It’s not for a lack of interest — in fact, the idea was brought up in GOP meetings as recently as this week. But Johnson is boxed in from both sides. He can’t change the rules with only Republican votes because of the rebels on his right flank, who insisted that former Speaker Kevin McCarthy empower them by allowing a single lawmaker to force a vote of no confidence.

And Democrats, while they’re ready to save him from Greene’s (R-Ga.) first ejection attempt next week, are clear that their mercy won’t necessarily be permanent if the Georgia firebrand, or someone else, tries again. They also have little political incentive to give Johnson more permanent protection, unless he opens up broader negotiations about potential power sharing in the House. That price is too steep for the speaker to pay.”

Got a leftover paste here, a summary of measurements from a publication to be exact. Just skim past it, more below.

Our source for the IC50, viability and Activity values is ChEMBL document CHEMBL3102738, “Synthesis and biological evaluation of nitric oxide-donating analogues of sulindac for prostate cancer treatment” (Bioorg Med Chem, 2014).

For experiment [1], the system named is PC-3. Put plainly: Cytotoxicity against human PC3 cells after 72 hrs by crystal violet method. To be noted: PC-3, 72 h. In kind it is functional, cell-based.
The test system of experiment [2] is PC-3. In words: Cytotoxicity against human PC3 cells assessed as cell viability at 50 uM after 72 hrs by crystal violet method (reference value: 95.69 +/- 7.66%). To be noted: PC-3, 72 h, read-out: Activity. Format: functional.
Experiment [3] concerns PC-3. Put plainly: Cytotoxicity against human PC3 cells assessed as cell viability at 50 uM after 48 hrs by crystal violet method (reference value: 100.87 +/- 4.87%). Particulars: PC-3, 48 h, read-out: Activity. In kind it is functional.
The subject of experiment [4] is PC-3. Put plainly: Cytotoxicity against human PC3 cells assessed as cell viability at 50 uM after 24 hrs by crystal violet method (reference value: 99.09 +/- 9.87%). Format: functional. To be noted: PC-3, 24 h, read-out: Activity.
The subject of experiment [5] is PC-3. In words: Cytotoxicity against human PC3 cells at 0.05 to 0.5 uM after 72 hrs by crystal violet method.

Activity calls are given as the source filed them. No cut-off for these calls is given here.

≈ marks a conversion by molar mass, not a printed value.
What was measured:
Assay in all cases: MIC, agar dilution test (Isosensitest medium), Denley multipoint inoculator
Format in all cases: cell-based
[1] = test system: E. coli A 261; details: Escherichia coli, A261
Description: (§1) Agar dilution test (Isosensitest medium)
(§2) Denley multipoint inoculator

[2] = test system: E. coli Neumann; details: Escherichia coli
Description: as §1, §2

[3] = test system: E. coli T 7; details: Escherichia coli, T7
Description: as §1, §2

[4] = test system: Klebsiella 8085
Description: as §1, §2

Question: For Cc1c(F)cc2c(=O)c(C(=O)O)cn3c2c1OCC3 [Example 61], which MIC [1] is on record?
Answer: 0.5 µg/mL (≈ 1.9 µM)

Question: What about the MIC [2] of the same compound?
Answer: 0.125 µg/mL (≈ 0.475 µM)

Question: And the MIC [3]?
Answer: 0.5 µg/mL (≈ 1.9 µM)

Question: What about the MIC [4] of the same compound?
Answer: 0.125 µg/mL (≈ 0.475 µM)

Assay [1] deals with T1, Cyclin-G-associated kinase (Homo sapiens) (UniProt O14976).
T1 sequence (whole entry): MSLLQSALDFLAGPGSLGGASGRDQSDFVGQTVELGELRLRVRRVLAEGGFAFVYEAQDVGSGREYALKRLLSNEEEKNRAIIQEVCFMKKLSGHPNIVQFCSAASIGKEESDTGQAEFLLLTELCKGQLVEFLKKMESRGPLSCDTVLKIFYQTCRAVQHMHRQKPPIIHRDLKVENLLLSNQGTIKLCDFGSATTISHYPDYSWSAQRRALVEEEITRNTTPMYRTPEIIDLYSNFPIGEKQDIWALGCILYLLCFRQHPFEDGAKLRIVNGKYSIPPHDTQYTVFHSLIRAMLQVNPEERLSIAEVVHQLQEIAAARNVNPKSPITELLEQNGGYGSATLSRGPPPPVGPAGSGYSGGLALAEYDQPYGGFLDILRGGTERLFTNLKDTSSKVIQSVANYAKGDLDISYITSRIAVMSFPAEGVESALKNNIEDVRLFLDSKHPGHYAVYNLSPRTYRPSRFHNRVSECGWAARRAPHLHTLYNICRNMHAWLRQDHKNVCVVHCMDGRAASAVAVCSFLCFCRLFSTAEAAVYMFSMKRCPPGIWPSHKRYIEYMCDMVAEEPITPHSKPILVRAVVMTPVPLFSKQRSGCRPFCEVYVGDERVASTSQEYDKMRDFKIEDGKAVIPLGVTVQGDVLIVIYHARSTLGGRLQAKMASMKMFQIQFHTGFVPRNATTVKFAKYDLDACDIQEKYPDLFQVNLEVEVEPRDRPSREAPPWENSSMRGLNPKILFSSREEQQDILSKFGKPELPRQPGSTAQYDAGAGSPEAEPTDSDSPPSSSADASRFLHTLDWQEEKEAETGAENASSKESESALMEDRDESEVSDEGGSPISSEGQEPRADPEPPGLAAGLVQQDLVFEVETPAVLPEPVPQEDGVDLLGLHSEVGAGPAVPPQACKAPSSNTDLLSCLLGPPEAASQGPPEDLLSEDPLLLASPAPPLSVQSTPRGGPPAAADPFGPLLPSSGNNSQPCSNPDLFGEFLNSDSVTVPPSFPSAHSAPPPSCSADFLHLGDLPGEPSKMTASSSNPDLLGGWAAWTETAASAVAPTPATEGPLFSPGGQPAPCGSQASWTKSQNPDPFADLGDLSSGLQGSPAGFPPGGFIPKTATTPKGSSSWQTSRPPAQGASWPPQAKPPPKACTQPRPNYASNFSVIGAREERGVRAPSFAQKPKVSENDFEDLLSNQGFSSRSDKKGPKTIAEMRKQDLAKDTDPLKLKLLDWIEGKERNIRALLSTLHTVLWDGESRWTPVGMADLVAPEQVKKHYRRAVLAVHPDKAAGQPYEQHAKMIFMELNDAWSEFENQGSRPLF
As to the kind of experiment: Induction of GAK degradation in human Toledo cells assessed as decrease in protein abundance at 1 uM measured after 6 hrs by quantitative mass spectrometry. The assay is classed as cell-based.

New American Military Aid for Ukraine – What’s in the package and what impact will it have?

New American Military Aid for Ukraine – What’s in the package and what impact will it have?

Mitch McConnell says Tucker Carlson and Trump’s waffling delayed crucial Ukraine aid

“At a press conference, the Kentucky Republican pinpointed two men responsible for that delay: former Fox News anchor Tucker Carlson and former President Donald Trump.
“The demonization of Ukraine began by Tucker Carlson, who in my opinion ended up where he should have been all along, which is interviewing Vladimir Putin,” McConnell, R-Ky., told reporters. “And so he had an enormous audience, which convinced a lot of rank and file Republicans that maybe this was a mistake.”

“I think the former president had sort of mixed views on” Ukraine aid, he added, before alluding to the failed attempt to add border security provisions to the bill, “which requires you to deal with Democrats, and then a number of our members thought it wasn’t good enough.”

“And then our nominee for president didn’t seem to want us to do anything at all,” McConnell said. “That took months to work our way through it.”